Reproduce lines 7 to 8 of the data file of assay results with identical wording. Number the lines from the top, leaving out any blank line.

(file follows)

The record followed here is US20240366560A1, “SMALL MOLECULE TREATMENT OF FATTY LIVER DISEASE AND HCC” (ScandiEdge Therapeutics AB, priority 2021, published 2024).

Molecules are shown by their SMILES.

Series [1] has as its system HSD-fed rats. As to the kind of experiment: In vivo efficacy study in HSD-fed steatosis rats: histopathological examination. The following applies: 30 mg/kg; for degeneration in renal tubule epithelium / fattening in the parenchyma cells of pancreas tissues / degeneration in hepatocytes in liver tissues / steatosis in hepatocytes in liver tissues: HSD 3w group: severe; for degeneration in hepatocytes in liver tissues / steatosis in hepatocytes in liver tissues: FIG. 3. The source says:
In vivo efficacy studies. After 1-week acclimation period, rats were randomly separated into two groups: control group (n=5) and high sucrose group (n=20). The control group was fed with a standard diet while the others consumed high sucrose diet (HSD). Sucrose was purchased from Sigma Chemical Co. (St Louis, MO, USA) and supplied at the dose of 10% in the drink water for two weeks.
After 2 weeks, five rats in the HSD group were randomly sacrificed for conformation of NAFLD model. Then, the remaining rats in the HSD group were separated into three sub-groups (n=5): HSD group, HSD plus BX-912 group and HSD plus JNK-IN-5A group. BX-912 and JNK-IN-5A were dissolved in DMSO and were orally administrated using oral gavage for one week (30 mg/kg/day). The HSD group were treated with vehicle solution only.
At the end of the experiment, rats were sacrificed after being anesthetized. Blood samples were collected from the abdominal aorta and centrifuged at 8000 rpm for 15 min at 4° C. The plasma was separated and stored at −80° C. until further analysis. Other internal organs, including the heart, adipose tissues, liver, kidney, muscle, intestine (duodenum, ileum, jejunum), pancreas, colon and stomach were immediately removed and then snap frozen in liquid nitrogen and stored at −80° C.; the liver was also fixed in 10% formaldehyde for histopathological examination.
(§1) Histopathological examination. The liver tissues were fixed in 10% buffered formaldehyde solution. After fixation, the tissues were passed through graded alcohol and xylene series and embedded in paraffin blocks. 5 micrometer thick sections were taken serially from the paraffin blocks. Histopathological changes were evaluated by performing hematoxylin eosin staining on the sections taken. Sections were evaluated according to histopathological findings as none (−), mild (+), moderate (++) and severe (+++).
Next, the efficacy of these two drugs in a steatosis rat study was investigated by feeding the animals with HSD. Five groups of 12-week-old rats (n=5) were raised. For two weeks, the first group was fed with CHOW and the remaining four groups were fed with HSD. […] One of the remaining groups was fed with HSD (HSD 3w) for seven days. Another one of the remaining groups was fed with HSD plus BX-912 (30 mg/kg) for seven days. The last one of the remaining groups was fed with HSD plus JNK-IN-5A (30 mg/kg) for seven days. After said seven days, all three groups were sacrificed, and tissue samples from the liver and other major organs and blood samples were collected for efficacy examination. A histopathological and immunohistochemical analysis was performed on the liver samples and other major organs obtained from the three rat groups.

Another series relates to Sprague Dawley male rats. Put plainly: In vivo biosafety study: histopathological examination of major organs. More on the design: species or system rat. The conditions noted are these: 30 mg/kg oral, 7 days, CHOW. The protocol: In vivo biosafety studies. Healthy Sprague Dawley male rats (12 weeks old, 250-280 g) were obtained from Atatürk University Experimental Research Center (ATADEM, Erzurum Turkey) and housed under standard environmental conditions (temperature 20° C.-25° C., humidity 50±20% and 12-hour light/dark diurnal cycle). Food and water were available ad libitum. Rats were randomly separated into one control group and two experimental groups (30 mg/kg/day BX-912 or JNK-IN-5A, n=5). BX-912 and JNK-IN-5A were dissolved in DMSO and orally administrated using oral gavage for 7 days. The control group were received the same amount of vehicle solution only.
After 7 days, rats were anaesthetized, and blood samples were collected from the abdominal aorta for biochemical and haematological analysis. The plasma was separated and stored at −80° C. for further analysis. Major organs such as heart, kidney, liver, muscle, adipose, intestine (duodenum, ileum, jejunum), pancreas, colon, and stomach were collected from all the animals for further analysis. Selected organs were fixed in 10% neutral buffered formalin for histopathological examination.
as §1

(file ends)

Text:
(§1) Histopathological examination. The liver tissues were fixed in 10% buffered formaldehyde solution. After fixation, the tissues were passed through graded alcohol and xylene series and embedded in paraffin blocks. 5 micrometer thick sections were taken serially from the paraffin blocks. Histopathological changes were evaluated by performing hematoxylin eosin staining on the sections taken. Sections were evaluated according to histopathological findings as none (−), mild (+), moderate (++) and severe (+++).
Next, the efficacy of these two drugs in a steatosis rat study was investigated by feeding the animals with HSD. Five groups of 12-week-old rats (n=5) were raised. For two weeks, the first group was fed with CHOW and the remaining four groups were fed with HSD. […] One of the remaining groups was fed with HSD (HSD 3w) for seven days. Another one of the remaining groups was fed with HSD plus BX-912 (30 mg/kg) for seven days. The last one of the remaining groups was fed with HSD plus JNK-IN-5A (30 mg/kg) for seven days. After said seven days, all three groups were sacrificed, and tissue samples from the liver and other major organs and blood samples were collected for efficacy examination. A histopathological and immunohistochemical analysis was performed on the liver samples and other major organs obtained from the three rat groups.